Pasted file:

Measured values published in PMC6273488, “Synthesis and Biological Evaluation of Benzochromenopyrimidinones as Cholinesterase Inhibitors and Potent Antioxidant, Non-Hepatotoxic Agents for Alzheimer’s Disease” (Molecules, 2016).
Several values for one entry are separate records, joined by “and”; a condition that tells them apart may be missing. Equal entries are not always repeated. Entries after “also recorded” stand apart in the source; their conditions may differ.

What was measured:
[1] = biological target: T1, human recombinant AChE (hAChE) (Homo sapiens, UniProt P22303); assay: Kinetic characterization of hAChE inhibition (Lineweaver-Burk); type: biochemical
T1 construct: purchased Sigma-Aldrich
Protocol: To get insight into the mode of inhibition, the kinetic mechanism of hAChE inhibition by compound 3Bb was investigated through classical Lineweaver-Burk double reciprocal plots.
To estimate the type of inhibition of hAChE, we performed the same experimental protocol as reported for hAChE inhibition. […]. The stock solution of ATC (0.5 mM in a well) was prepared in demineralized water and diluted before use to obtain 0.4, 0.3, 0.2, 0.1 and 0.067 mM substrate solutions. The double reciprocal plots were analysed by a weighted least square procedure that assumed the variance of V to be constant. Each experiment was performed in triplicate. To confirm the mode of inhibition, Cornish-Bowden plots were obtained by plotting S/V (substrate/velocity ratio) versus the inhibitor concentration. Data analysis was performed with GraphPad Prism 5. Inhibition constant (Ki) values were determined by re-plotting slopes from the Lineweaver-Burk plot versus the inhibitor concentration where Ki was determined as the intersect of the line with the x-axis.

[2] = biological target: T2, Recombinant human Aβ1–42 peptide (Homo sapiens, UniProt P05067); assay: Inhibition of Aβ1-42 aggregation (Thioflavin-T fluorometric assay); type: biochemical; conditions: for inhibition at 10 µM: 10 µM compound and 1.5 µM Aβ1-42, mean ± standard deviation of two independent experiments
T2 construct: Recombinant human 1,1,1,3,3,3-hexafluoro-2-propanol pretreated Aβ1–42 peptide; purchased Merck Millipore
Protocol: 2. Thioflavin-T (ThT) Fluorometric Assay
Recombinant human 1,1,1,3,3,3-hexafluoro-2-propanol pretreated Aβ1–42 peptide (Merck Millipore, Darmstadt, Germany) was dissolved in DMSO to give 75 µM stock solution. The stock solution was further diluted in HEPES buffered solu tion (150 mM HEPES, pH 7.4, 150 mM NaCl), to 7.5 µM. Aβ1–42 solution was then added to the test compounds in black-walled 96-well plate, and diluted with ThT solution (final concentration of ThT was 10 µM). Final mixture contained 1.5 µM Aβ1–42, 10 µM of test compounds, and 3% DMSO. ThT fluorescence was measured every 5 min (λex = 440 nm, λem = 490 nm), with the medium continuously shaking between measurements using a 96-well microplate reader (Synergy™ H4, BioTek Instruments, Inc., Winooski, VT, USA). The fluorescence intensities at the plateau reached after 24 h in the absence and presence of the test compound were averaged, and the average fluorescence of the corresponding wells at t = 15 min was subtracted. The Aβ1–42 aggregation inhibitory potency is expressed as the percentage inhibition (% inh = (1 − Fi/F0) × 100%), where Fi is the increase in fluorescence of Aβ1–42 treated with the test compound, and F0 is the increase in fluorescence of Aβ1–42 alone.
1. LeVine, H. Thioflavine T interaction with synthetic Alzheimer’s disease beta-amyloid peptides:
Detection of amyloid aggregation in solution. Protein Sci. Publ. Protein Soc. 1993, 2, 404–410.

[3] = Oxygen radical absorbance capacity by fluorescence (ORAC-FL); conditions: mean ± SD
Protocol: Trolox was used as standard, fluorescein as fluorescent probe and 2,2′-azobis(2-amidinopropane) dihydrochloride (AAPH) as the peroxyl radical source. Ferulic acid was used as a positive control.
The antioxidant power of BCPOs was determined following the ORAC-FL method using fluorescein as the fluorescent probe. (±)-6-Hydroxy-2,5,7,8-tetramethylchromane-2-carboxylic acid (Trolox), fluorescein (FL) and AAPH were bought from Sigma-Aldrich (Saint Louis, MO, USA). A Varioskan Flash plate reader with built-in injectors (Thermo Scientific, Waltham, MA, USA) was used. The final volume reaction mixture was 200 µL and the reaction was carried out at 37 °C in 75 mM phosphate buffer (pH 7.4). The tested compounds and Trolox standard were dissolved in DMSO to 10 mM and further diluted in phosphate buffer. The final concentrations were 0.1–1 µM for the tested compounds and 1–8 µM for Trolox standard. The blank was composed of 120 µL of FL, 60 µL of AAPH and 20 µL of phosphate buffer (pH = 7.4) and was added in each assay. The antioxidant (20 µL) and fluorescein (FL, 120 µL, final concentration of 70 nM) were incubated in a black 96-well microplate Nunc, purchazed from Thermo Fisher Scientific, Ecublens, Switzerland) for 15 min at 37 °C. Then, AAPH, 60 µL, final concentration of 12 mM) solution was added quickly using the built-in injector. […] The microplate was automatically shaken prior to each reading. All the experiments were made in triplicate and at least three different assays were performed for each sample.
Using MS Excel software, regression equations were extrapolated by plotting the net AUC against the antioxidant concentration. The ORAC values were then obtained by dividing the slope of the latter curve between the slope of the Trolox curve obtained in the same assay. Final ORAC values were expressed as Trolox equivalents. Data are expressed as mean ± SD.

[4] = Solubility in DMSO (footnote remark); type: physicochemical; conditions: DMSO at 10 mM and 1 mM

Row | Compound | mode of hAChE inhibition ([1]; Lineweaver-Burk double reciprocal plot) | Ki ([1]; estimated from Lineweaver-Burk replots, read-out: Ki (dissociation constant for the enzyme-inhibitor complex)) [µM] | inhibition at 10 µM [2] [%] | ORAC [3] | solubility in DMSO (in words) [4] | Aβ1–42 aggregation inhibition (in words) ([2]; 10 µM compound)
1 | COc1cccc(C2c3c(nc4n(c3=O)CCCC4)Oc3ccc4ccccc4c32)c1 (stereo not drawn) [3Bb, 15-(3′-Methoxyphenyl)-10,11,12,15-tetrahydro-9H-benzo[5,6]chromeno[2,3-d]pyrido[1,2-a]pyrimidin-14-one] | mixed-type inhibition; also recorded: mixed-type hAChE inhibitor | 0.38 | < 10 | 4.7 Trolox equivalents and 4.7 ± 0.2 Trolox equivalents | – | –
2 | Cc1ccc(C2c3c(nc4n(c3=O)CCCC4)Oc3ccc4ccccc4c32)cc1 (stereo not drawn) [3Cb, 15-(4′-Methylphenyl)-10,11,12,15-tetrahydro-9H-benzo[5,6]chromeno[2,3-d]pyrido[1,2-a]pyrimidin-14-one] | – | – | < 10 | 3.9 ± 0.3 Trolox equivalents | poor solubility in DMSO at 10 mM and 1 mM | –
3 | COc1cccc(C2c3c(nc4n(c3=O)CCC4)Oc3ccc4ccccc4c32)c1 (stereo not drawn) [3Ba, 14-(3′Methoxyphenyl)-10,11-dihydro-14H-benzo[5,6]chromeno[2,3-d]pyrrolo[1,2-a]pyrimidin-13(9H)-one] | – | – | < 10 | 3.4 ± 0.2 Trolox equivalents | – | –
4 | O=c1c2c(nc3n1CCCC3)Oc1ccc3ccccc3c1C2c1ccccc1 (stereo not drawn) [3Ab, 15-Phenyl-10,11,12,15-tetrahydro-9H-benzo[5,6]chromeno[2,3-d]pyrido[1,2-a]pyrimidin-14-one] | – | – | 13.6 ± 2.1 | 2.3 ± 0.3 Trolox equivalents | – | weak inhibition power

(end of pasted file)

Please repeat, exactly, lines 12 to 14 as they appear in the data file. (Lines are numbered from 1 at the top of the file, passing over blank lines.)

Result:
1. LeVine, H. Thioflavine T interaction with synthetic Alzheimer’s disease beta-amyloid peptides:
Detection of amyloid aggregation in solution. Protein Sci. Publ. Protein Soc. 1993, 2, 404–410.

[3] = Oxygen radical absorbance capacity by fluorescence (ORAC-FL); conditions: mean ± SD